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can every preacher preach every passage? – sarah harris


I am currently writing an article on the bleeding women story from Luke’s Gospel and it has got me thinking about whether a man can really preach this passage and do the story justice.

In the last two years I have lived the story of the bleeding woman – woman can probably imagine what that would be like – and I now have an immense empathy and intrigue in the women who dared to reach out to Jesus and seek help. For me, her story embodies a woman who reached across societal taboos and sought out help; but oh, how hard it must have been to have taken those steps toward Jesus.

The longer I have sat with that passage the more I have come to believe a man preaching the story cannot do the text justice. The story is more than a Christological point; it is about a woman who dared to believe the world could be different; it is about the journey of sickness where hope can be a distant friend; and, it is a very personal story which many women can identify with.

Can a man really get inside this story?

Can a man really preach this intensely personal story?

 A few things come to mind. First, women have fewer stories in the biblical text which are deeply connected to womanhood, not because the women were absent in society, but their lives were not often documented. So, I wonder why a man would even try to preach this passage. I know Jairus (a male) is involved in the surrounding story, but the raising of his daughter really serves as a narrative foil which points to the woman’s desperate condition; her twelve years of bleeding has left her as one who has little life left like the young girl. Remember, in ancient chiasm, it is what lies at the centre which is the most important!

Second, the woman is an extraordinary role model and the church need to hear of more women who we can be inspired by. In Luke’s account Jesus is largely a passive observer in the story; God is the prime mover and the divine is “everywhere present and no where mentioned;” the women in the active agent and Jesus simply (and eventually) calls her out of her hiddenness. What a remarkable women to cross societal taboos around menstrual blood – something the Jewish law valued but society shunned – and dare to hope once more that she might be healed. What a profoundly strong women; what a role model for other wo(men).

Finally, I wonder if the Scriptures invite us to be generous in our peaching schedules and invite other voices in to our public conversations. Maybe we should ask, am I the best person to speak to this passage? Is there someone else who needs to grow and find a voice, and who may not be a career preacher, but is already embodying the essence of the passage? I know we need solid and stable preaching in our churches, but we also need times when someone simply preaches the “big idea” from an authentically lived experience. Maybe, just maybe, they can connect with the congregation out of their vulnerability more effectively than our diligently worked sermon. I think some stories need to be told from the inside out; for me anyway, this is one of them.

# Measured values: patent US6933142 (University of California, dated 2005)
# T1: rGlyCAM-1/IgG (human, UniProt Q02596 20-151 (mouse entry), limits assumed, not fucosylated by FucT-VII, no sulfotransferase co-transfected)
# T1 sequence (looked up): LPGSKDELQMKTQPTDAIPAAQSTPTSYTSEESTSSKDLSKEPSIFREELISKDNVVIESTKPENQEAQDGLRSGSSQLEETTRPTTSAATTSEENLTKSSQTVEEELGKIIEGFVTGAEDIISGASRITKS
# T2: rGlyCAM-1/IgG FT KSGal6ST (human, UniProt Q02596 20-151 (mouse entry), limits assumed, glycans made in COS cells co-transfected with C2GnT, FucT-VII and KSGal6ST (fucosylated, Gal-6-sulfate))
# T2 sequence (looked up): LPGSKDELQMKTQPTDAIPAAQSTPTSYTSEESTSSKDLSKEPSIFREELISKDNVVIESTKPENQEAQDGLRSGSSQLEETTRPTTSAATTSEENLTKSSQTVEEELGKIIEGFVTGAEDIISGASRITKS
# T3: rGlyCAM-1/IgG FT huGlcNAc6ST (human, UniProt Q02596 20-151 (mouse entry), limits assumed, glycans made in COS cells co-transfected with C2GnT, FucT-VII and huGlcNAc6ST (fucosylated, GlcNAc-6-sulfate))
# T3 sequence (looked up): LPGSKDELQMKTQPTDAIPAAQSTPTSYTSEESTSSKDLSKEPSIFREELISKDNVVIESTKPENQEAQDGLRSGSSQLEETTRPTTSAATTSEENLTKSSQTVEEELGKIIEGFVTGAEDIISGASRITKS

What do you think?


  1. Dale says:

    Thanks for this Sarah. I resonate entirely at all points. I’d come down on the ‘yes’ side, though, and would want to say that if God was pleased to preserve and tell and ‘do justice’ to her story through a male Evangelist, then it seems that God could be pleased to ‘do justice’ to her story through a male preacher. But of course, one can imagine Luke getting the story from a female, and I’ve no problem agreeing it would have an extra ‘oomph’ coming from a female heart, life, experience and voice. I’m sure you’d agree, just as we wouldn’t want women to be asked to preach ‘because the normally-preferred gender wasn’t best for this passage’, so also we wouldn’t want a male preacher to doubt the ability of the Spirit to enable him. Preaching, after all, seems to necessarily involve crossing (or at least appreciating) great gulfs, whether historical, cultural, geographical or gender. But again, I think it’s a very intriguing post.


    Sarah, thank you for this entry. Preaching this passage takes a poet, regardless of gender. Who is the best person to give a sermon on this passage? I like the thought of clusters of preachers, who set dates they will preach, thumbing through the Lectionary. Yet the mystery of the roster is that once in a while, we do get a reading ‘meant for us’ in light of our understanding and experience, or our ability to wrestle with the text. Choosing another whose ‘lived experience’ may be closer to the text assumes a few things, including whether the other person wishes to reveal her or his story in a sermon, or keep the congregation guessing…. This is a beautiful story of the wholeness of God embodied in Jesus, and a woman who trusts and reaches for the kingdom’s reality, and its possibility of healing. Here Luke’s woman, perceiving this reality so near, is our guide. It is her story we preach.

  3. Brett Jones says:

    Really appreciated the post. Loved Dale’s response for capturing some of my ponderings more elegantly than I could. Rich engagement. The other thought that went through my mind was the “danger” of some texts being seen as women’s only texts with the unintended consequence that women become pigeonholed as preachers on these texts/issues. In fact, I’m quite sure that already happens in some contexts around Mothers’ Day. But the challenge to think through what actual people in your context might bring to the text is a very valid thought. And one that could be extended to a range of texts on issues such as disability, widowhood, orphans, race etc. Maybe the question becomes: what might a particular person in your context bring to the text that you could not given their own stories and defining features?

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